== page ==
The Current state of Diners and Dive Bars in America?

I am thinking mostly of classic Mom & Pop diners and also dive bars across the USA.

How abundant are they now compared to say in the early 1990’s? Do you think gentrification and immigration have had an impact on them? Would you say there has been a decline in the number of live music in dive bars since the 1990’s?

Coming from the other side of the pond I think of the road side Mom & Pop diner as one of the great symbols of America in the 20th century and so too the dive bars of the working class neighborhoods in cities and small towns. I recently watched an excellent documentary online recently called Pennsylvania Diners and Other Road Side Restaurants made in 1993. A behind the scenes look at these types of diners and it struck me how things have probably changed massively in some of those places since and perhaps some other places featured where time has probably stood still, technology aside.

Since this is about cafes (of sorts), lets move it over to Cafe Society.

General Questions Moderator

college towns and parts of cities near colleges still have plenty of music/dive bars. the trend now is for younger folks to live in downtowns rather than suburbs so that also helps bars do well.

diners are not as big now as they were in the past but they are still around

A lot of sit-down coffee shops/diners in NYC have disappeared over the last 30 years. It’s cheaper, especially with Manhattan real estate, to run a counter joint where people order a bagel or egg sandwich with their coffee and bring it along to the office. Or eat it on a park bench. No waitstaff.

Dive bars have a similar problem here…low profit/high rent. I’m happy to say that they are still prevalent in Chicago and Cleveland.

New Jersey diners are going strong. They were invented in New Jersey and we have many great ones. In fact, somewhere on this board, was a thread discussing the best diners in New Jersey. I’ll try to find it.

We have sort of a faux dive bar nearby. It used to be the real deal, but not the beer selection is probably too large to qualify. The food (mostly burgers) hasn’t changed though. If a selection of craft beers isn’t a disqualifying factor, this one would count. What about a diner that added on to the original building? We have one of those. They were moved when the Discovery Channel headquarters were built, and they added a couple of big dining rooms. The menu didn’t change, though. I saw some dive bars we visited our son in Ithaca. I’m guessing the lowered drinking age didn’t help business in college towns, though.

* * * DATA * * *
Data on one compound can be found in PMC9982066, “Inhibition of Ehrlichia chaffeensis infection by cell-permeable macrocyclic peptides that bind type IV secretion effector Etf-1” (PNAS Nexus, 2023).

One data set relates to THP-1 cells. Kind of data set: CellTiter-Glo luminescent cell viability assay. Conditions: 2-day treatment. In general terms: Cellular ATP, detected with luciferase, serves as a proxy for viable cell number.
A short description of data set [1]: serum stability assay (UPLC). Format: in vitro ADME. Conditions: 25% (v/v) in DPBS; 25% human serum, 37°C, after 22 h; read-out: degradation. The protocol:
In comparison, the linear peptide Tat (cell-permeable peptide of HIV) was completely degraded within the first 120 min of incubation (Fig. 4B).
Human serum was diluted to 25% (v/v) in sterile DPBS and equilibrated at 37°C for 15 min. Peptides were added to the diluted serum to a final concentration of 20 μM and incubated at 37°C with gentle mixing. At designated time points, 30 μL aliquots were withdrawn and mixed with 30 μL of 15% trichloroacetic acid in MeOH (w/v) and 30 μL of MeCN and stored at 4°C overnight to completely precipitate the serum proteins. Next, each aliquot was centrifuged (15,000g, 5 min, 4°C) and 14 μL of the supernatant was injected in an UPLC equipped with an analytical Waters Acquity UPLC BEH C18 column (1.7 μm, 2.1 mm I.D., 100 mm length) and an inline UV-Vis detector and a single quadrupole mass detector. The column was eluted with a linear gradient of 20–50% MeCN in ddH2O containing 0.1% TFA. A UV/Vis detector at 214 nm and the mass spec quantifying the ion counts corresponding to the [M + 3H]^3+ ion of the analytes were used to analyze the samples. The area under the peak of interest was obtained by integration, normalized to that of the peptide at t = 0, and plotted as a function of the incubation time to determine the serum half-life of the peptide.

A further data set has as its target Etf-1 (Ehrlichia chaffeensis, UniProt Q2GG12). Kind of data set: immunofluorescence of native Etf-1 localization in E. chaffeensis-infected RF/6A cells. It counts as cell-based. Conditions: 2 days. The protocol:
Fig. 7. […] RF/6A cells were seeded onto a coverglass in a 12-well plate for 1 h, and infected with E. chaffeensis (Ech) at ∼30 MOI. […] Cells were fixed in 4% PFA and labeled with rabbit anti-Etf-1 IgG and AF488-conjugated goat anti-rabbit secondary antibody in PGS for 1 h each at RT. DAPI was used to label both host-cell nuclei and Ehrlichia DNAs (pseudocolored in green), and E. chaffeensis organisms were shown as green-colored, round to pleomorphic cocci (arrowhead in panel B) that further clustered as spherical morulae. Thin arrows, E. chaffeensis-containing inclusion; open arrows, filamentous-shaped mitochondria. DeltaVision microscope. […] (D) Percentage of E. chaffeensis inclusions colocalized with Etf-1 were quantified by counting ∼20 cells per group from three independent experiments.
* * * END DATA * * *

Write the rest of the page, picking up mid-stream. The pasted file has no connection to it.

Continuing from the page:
Not sure I agree with that. The ubiquitous neighborhood watering holes that I grew up with seems to be disappearing at an alarming rate. As a kid, I thought the Old Style logo was the Chicago flag! Now they are getting hard to come by.

We don’t have a lot of true diners in the Chicago area (at least not in the suburbs) – what we do have is a lot of “family restaurants,” which typically have a wide menu of breakfast and dinner items, including a few Greek dishes, since they’re often owned by Greek families. When I moved to the area, 30 years ago, they were pretty common here, and many of them were open late into the evening (some open 24 hours).

Particularly over the past 10 years or so, a number of the ones around here have closed, at least some of them because the original owners retired, and the children either (a) weren’t interested in running a restaurant, or (b) tried to keep it going, and failed.

What still seem to be doing well here are breakfast places (many of which are also run by Greek families), which are usually only open until around 2pm or 3pm.

Neighborhood bars have all but disappeared in Chicago - it’s a damn shame too.

They are truly still alive and reasonably common on the Southwest Side. Where I live there are at least six bars within walking distance that I think most people would qualify as “dives,” but it depends on what is meant by “dive.” These are what I would call local neighborhood bars catering mostly to a local working class and some middle class income clientele. Places that have $2 beers and stuff like that in a city where $5 a pint is about the going rate for a beer. Places where you’d feel out-of-place ordering anything but an Old Style or Miller or Bud (or Modelo, Tecate, Pacifco, as well as it’s become a very Hispanic area.) So, not really the sorts of places that get described on Yelp as a hip Wicker Park “dive bar.” It’s a neighborhood bar, but I find it somewhat insulting or dismissive to refer to them as “dives,” but I suspect they would qualify as such for most people, because the “dives” I’ve seen in some of the trendier neighborhoods looked like nice bars to me that attracted people from all over!